The Big Bang Theory: Explosively Dividing The Geekiverse
[Editors Note: We have with us our very special first guest writer, show him some love and welcome to the group, Ash]
After watching the first three seasons of The Big Bang Theory, I’ve noticed something. The show seems to divide people who think it colors “nerds” in a certain light. In these arguments, the word “stereotypical” seems to get thrown at these characters. You know the image: the socially awkward comic book/sci-fi genre fan who has no fashion sense and is plagued by strange medical conditions; or the hyper-intelligent geek who’s so smart he’s actually stupid. Such as Sheldon, the self-proclaimed most intelligent of the characters, while trying to make a new friend ends up talking to a little girl in the children’s section of a bookstore. He decides they can be friends based on simple, shared interests; but can’t see how what he’s doing could be seen as socially strange, or even illegal.
While there are jokes that poke fun of these things in BBT, some people really seem to take offense to it. Now I’m a genre fan; I like comic books, video games and toys, I’ve been to Monster-Mania conventions and I have a ton of collectibles. I get the humor on the show; and in my life as a fan I’ve seen that nerd stereotypes really can be true, not just the bad ones. I can admit that I see these nerd traits in myself. I’ve lined up for hours to meet celebrities at conventions and for midnight video game releases. I was part of a podcast about shitty movies; so I like to think my nerd credentials are in good order. However, I have certainly been mocked many times over the course of my life; and I know how much that type of mockery can hurt. It’s something anyone can relate to.
I know self proclaimed nerds who both love and hate the show. I personally don’t think it’s offensive in any way; but if someone has an issue and thinks the show is making fun of them, they may need to look at themselves and see if they’re happy with what they see. There are two small, bit characters on the show whom I don’t think even have dialogue: Captain Sweatpants and Lonely Larry. I think everyone can do the math with these implications: genre fans are fat slobs in sweatpants that’ll never get a girlfriend. Well, the main characters in the show break that stereotype; they have sexual relationships and they aren’t lazy or messy. I think the show does try to show that “geeks” can be regular people; and that “normies” can also have the propensity to geek-out (Penny developing an MMO addiction). Sadly however, the Captain Sweatpants and Lonely Larrys of the world do exist. I personally feel that one of the points of the show is to explore some of the things that make us insecure about ourselves through the characters, and come out better for it in the end. Sometimes turning a mirror on yourself can be hard. If you think Big Bang is making fun of you, then your self esteem may not be where it should. If there’s anything we don’t like about ourselves, not just as nerds but as human beings, we can certainly fix it without giving up on our passions.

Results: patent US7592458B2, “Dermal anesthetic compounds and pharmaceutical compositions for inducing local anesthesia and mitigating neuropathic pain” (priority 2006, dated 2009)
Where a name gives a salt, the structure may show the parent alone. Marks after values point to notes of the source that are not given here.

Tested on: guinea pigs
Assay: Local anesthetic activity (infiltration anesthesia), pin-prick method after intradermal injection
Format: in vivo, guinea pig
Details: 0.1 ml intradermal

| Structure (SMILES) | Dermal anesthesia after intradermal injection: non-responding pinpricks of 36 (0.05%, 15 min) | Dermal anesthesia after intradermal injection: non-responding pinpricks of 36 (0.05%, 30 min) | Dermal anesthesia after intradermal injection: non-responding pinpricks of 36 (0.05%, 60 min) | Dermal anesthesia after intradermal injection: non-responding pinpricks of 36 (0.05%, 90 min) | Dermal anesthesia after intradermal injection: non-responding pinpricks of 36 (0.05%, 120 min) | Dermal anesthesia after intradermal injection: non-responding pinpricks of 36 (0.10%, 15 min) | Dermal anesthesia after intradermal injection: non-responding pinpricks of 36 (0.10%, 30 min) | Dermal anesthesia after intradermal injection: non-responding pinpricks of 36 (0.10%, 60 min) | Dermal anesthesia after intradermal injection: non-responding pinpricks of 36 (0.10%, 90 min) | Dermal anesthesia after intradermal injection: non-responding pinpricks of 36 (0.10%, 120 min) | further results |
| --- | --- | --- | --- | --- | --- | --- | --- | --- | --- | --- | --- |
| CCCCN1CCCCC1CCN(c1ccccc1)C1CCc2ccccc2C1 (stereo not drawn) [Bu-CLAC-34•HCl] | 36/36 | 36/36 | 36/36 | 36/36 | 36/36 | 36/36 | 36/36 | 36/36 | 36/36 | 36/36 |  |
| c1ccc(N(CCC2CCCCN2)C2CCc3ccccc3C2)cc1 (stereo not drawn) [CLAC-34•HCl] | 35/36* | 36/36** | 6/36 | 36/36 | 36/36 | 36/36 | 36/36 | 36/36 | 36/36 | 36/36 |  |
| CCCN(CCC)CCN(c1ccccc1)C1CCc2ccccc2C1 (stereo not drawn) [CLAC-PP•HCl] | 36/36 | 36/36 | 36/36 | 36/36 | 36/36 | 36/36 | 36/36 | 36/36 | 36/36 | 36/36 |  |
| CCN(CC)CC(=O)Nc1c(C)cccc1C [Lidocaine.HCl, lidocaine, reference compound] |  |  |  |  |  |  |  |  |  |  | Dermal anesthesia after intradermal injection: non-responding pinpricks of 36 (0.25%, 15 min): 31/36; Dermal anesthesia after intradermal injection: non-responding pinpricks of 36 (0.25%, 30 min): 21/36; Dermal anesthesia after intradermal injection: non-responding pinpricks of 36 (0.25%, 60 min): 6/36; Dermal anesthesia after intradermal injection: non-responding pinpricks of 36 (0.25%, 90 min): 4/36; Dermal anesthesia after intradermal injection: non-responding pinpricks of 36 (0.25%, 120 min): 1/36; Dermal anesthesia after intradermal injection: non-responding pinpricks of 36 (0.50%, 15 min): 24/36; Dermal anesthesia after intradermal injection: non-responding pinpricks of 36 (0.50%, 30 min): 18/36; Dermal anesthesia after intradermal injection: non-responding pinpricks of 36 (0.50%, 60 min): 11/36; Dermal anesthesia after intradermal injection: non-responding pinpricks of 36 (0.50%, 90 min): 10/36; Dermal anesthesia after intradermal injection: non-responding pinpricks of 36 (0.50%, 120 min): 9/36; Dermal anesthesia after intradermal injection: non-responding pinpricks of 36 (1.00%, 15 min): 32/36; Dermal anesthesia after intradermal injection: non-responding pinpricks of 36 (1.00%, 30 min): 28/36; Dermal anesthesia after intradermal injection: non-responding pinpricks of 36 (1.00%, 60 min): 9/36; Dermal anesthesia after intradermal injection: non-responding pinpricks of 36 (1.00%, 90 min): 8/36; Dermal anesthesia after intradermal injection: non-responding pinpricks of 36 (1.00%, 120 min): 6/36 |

I’ve heard some say that they don’t like the show because now people think all nerds are like the characters. Okay. So what if they do? That might be someone’s only exposure to the geek lifestyle. If you tell someone you’re a comic book fan and they get excited and say, “Oh! Like on The Big Bang Theory!”, don’t roll your eyes and get pissed. That might be that person’s only exposure to the things you love and they’re actually trying to relate to you. They don’t assume you are Leonard or Sheldon or any kind of nerd. If someone really did make assumptions about you based on that show, does that sound like a person you want to relate to anyway? Fuck no. That person is an asshole. And that’s the whole point. Only an asshole would think things about you as a fan based off a TV show rather than your own personality and character.
So, be the nerd and person you want to be in the real world, and let the fictitious nerds do their thing. Besides, since when do movies and television portray things accurately? Never, the characters are convenient archetypes to make writing jokes easier. So why should they start with geekdom?